Well, over two weeks in to the start of 2013 and I am curious as to what may have happened to all those well-intentioned New Year’s resolutions???
It is easy to sit down and wish for things to be different – for life to change in some way. What is harder is to actually make lasting changes that help us in fulfilling our Sankalpa or resolve.
My daughter was holidaying with me during the festive season and on December 31st she sat down to prepare her vision board. “You know mum”, she said to me. “Everything on my vision board from this last year has come into being”. Having thought about this for a while I was able to see the power of the vision board. Not just a decorative wall hanging but a constant visual reminder of the things that are important to you and that you are working toward in your life.
If you relate this back to the concept of Sankalpa (see Jan 2012 post) in which Swami Niranjan stated, “it is not merely a wish, it is a process of training the mind to develop the will and to develop clarity of thought”. The Sankalpa then works to sustain motivation and drive as you work toward your goal.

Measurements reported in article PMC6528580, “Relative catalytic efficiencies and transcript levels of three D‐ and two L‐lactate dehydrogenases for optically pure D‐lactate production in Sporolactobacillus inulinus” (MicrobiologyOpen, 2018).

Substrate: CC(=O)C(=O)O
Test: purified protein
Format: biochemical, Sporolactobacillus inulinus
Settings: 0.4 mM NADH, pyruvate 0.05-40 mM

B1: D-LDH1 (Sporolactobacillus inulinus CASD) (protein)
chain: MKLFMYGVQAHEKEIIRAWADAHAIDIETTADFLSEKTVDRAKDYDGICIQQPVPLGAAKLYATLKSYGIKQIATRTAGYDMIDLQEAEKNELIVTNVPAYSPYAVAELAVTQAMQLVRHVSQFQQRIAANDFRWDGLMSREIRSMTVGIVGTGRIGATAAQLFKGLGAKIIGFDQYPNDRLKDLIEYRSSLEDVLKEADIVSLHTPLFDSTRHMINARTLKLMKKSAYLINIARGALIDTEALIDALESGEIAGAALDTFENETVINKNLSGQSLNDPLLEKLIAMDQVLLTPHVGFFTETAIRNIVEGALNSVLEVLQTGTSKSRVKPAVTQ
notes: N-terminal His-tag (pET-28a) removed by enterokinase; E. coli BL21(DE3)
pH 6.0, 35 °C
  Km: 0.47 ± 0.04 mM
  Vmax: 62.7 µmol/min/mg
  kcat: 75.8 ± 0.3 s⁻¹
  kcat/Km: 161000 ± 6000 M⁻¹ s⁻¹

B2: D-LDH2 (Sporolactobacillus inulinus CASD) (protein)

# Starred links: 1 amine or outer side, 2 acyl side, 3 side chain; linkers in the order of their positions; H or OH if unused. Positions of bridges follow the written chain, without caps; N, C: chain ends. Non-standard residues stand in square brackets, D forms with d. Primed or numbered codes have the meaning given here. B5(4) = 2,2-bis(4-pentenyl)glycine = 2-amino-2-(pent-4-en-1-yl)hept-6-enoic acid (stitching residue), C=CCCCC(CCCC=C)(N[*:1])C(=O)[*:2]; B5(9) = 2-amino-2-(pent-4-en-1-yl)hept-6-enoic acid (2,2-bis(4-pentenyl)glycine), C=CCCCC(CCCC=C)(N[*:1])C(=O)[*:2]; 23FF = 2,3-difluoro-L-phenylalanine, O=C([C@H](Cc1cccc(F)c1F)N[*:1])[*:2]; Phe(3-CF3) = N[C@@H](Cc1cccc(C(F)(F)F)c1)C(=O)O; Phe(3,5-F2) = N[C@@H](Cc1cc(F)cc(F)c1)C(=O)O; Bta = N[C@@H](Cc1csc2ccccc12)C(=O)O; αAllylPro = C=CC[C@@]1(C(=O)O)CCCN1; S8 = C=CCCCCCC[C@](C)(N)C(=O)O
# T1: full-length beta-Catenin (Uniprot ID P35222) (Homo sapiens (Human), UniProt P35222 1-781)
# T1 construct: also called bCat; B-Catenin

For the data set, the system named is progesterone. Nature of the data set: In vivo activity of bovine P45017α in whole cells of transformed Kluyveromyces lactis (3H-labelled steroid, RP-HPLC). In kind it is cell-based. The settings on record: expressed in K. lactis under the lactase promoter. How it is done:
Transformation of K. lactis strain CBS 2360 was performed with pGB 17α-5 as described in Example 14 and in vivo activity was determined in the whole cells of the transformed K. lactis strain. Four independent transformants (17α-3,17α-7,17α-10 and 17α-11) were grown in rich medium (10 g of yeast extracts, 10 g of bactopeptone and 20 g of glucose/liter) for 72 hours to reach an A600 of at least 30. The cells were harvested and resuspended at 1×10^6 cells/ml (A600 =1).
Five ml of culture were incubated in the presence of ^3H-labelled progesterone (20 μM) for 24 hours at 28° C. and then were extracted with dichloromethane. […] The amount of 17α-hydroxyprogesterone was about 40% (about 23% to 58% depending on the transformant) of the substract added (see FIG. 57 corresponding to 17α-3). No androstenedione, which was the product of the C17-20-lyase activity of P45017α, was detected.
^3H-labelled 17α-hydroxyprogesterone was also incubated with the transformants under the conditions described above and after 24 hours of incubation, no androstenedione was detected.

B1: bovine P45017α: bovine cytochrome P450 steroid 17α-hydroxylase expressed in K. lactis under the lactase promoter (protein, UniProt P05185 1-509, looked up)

So the vision board is really a tool to keep you focused on your life’s goal. There may well be a number of other smaller goals that will ultimately help you to realise your life’s goal. For example a Sankalpa for inner peace may require you to work on your relationships with others and your relationship with the divine. You may need to change jobs, to root out old ways of behaving and perceiving things, to learn to be content when your usual nature is discontent. All of the things in this example require effort and work in the present…the vision board reminds you that the present is here and now …not in 2 weeks, 2 months or 2 years from now. It is what you are working on right now!
The seed of the largest tree begins as a seed..but implanted in its DNA is the potential for the greatness of the tree…it does not know limitation. Likewise do not let yourself be intimidated by any sense of limitation…allow yourself to reach your full potential in all aspects of your life and if you need another tool to help you, go on…….. make a vision board!